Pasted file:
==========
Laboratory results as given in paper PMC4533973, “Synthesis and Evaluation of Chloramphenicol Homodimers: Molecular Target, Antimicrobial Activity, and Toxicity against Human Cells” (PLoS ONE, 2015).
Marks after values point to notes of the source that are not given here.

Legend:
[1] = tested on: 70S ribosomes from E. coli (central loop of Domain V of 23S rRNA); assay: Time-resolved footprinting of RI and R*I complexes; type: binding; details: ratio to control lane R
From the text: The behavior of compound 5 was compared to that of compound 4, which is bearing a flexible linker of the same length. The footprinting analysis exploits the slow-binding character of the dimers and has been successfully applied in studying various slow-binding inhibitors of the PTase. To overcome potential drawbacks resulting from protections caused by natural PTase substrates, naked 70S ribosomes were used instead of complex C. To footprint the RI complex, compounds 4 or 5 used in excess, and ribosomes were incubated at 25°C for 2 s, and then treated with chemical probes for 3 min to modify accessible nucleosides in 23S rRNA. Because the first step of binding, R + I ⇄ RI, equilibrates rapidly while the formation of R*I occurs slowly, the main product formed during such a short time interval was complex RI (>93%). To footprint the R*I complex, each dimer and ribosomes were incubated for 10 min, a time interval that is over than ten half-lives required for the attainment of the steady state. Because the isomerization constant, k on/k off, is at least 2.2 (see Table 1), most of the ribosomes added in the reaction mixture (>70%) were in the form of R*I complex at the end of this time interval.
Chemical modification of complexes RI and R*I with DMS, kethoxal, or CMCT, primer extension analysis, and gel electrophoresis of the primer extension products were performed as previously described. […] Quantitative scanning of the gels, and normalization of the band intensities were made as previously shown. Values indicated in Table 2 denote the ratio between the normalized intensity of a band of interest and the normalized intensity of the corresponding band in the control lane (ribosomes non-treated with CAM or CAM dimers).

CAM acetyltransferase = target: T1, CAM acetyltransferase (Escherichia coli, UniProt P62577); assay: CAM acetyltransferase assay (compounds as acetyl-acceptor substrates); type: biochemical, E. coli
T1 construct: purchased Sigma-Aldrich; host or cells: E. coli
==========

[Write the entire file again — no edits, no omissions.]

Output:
Laboratory results as given in paper PMC4533973, “Synthesis and Evaluation of Chloramphenicol Homodimers: Molecular Target, Antimicrobial Activity, and Toxicity against Human Cells” (PLoS ONE, 2015).
Marks after values point to notes of the source that are not given here.

Legend:
[1] = tested on: 70S ribosomes from E. coli (central loop of Domain V of 23S rRNA); assay: Time-resolved footprinting of RI and R*I complexes; type: binding; details: ratio to control lane R
From the text: The behavior of compound 5 was compared to that of compound 4, which is bearing a flexible linker of the same length. The footprinting analysis exploits the slow-binding character of the dimers and has been successfully applied in studying various slow-binding inhibitors of the PTase. To overcome potential drawbacks resulting from protections caused by natural PTase substrates, naked 70S ribosomes were used instead of complex C. To footprint the RI complex, compounds 4 or 5 used in excess, and ribosomes were incubated at 25°C for 2 s, and then treated with chemical probes for 3 min to modify accessible nucleosides in 23S rRNA. Because the first step of binding, R + I ⇄ RI, equilibrates rapidly while the formation of R*I occurs slowly, the main product formed during such a short time interval was complex RI (>93%). To footprint the R*I complex, each dimer and ribosomes were incubated for 10 min, a time interval that is over than ten half-lives required for the attainment of the steady state. Because the isomerization constant, k on/k off, is at least 2.2 (see Table 1), most of the ribosomes added in the reaction mixture (>70%) were in the form of R*I complex at the end of this time interval.
Chemical modification of complexes RI and R*I with DMS, kethoxal, or CMCT, primer extension analysis, and gel electrophoresis of the primer extension products were performed as previously described. […] Quantitative scanning of the gels, and normalization of the band intensities were made as previously shown. Values indicated in Table 2 denote the ratio between the normalized intensity of a band of interest and the normalized intensity of the corresponding band in the control lane (ribosomes non-treated with CAM or CAM dimers).

CAM acetyltransferase = target: T1, CAM acetyltransferase (Escherichia coli, UniProt P62577); assay: CAM acetyltransferase assay (compounds as acetyl-acceptor substrates); type: biochemical, E. coli
T1 construct: purchased Sigma-Aldrich; host or cells: E. coli